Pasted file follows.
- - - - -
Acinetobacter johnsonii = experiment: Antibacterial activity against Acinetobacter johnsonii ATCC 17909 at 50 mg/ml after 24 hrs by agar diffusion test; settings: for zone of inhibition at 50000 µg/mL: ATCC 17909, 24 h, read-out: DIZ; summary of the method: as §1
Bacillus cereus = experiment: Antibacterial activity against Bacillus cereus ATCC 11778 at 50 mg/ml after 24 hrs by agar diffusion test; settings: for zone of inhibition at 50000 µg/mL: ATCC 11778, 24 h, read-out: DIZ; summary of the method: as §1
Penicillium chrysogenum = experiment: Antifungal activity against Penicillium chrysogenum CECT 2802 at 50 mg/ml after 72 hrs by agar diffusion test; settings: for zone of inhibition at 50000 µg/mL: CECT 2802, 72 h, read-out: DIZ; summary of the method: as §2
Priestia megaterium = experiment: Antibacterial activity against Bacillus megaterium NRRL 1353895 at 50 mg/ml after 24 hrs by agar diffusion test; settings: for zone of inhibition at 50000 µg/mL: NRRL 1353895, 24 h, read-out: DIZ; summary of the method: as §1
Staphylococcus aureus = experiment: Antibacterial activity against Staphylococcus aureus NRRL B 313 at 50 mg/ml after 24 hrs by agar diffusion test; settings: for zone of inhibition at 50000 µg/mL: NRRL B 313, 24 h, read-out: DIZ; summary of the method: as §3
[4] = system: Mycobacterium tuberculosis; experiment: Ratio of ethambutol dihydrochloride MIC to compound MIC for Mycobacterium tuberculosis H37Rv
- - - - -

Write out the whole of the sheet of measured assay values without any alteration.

Acinetobacter johnsonii = experiment: Antibacterial activity against Acinetobacter johnsonii ATCC 17909 at 50 mg/ml after 24 hrs by agar diffusion test; settings: for zone of inhibition at 50000 µg/mL: ATCC 17909, 24 h, read-out: DIZ; summary of the method: as §1
Bacillus cereus = experiment: Antibacterial activity against Bacillus cereus ATCC 11778 at 50 mg/ml after 24 hrs by agar diffusion test; settings: for zone of inhibition at 50000 µg/mL: ATCC 11778, 24 h, read-out: DIZ; summary of the method: as §1
Penicillium chrysogenum = experiment: Antifungal activity against Penicillium chrysogenum CECT 2802 at 50 mg/ml after 72 hrs by agar diffusion test; settings: for zone of inhibition at 50000 µg/mL: CECT 2802, 72 h, read-out: DIZ; summary of the method: as §2
Priestia megaterium = experiment: Antibacterial activity against Bacillus megaterium NRRL 1353895 at 50 mg/ml after 24 hrs by agar diffusion test; settings: for zone of inhibition at 50000 µg/mL: NRRL 1353895, 24 h, read-out: DIZ; summary of the method: as §1
Staphylococcus aureus = experiment: Antibacterial activity against Staphylococcus aureus NRRL B 313 at 50 mg/ml after 24 hrs by agar diffusion test; settings: for zone of inhibition at 50000 µg/mL: NRRL B 313, 24 h, read-out: DIZ; summary of the method: as §3
[4] = system: Mycobacterium tuberculosis; experiment: Ratio of ethambutol dihydrochloride MIC to compound MIC for Mycobacterium tuberculosis H37Rv